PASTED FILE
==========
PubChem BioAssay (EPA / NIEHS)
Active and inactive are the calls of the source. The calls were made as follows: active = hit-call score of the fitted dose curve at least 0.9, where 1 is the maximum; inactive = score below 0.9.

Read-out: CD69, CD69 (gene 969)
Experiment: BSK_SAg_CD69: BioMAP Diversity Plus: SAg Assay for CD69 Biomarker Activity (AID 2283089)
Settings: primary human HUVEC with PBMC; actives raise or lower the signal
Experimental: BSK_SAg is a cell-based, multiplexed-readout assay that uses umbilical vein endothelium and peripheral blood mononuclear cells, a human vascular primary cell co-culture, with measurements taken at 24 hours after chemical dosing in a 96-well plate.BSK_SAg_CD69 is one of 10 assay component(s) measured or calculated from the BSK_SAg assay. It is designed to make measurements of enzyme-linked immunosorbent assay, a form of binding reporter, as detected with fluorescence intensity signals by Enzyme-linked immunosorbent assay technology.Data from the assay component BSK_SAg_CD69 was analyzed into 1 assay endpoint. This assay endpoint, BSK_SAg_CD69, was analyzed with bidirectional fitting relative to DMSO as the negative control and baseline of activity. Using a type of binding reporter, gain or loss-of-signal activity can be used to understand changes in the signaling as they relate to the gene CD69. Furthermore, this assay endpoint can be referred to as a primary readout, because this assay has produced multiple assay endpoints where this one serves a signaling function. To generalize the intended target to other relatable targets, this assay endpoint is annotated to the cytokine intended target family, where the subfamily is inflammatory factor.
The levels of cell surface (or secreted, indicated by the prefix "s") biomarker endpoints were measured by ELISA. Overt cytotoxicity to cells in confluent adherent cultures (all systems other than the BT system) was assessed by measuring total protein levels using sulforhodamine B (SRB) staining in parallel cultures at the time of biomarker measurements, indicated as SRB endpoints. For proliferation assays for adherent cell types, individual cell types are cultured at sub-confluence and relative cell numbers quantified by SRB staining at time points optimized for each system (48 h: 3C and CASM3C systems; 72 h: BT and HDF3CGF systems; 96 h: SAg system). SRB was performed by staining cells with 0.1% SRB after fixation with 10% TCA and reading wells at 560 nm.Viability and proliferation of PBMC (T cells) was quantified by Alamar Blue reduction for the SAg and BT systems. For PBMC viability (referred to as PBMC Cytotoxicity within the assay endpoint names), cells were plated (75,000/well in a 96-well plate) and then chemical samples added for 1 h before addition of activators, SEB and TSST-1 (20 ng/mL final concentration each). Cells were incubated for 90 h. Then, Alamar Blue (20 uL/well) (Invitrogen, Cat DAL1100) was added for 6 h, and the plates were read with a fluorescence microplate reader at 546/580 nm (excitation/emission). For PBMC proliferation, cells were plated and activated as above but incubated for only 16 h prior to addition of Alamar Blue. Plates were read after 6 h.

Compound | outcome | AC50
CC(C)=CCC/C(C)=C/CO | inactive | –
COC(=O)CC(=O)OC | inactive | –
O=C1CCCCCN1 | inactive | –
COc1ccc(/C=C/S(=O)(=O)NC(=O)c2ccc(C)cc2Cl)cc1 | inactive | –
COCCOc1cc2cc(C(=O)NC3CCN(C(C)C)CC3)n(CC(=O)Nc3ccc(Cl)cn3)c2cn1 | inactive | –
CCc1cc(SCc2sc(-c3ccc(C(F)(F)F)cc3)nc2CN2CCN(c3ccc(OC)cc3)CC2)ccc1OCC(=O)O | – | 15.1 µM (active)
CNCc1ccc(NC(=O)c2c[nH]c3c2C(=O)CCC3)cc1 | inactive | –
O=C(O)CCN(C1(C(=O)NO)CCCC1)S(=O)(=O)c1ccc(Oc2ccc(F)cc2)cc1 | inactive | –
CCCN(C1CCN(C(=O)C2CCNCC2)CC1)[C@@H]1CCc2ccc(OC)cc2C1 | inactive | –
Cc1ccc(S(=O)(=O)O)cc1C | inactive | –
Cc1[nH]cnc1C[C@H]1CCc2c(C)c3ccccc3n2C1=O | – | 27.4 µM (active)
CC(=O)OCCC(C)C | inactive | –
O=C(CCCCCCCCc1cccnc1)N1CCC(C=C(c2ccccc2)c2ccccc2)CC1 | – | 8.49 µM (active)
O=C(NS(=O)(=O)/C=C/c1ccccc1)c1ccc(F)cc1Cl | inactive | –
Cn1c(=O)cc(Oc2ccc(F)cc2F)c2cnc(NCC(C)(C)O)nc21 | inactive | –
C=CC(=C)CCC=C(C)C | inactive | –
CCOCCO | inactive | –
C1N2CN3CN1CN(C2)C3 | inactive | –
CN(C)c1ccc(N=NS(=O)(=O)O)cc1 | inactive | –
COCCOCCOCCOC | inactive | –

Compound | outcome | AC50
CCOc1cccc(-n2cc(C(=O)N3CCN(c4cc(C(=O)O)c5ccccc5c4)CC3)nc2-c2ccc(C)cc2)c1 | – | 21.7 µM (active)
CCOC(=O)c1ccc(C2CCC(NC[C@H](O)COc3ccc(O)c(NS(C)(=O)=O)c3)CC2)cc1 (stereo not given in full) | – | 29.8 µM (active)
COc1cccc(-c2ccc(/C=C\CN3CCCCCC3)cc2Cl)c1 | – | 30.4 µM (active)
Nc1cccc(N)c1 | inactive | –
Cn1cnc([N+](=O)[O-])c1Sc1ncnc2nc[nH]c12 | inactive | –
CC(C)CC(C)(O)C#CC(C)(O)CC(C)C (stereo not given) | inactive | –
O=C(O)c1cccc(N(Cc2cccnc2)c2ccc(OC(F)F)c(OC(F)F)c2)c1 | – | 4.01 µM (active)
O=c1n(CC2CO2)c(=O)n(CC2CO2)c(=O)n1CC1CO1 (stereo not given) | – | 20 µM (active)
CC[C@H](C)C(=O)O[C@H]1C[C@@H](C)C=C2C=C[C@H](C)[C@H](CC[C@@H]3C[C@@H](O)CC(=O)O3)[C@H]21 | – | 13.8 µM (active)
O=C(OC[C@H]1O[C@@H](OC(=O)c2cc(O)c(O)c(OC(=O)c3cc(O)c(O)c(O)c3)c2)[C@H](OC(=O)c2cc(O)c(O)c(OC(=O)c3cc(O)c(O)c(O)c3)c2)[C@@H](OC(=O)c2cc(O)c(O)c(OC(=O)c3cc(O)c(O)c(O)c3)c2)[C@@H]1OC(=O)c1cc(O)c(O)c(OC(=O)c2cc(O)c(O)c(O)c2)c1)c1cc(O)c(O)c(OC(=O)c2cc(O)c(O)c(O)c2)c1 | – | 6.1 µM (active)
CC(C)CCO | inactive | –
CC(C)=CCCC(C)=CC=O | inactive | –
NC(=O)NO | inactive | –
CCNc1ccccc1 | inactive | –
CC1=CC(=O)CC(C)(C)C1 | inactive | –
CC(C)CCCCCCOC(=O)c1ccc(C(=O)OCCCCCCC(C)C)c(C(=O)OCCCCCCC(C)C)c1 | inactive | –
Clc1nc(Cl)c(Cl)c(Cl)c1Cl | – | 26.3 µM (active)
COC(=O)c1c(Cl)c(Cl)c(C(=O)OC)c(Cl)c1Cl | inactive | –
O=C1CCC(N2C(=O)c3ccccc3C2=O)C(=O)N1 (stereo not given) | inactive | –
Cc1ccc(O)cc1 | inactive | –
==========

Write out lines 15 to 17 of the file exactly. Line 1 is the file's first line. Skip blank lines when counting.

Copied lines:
CNCc1ccc(NC(=O)c2c[nH]c3c2C(=O)CCC3)cc1 | inactive | –
O=C(O)CCN(C1(C(=O)NO)CCCC1)S(=O)(=O)c1ccc(Oc2ccc(F)cc2)cc1 | inactive | –
CCCN(C1CCN(C(=O)C2CCNCC2)CC1)[C@@H]1CCc2ccc(OC)cc2C1 | inactive | –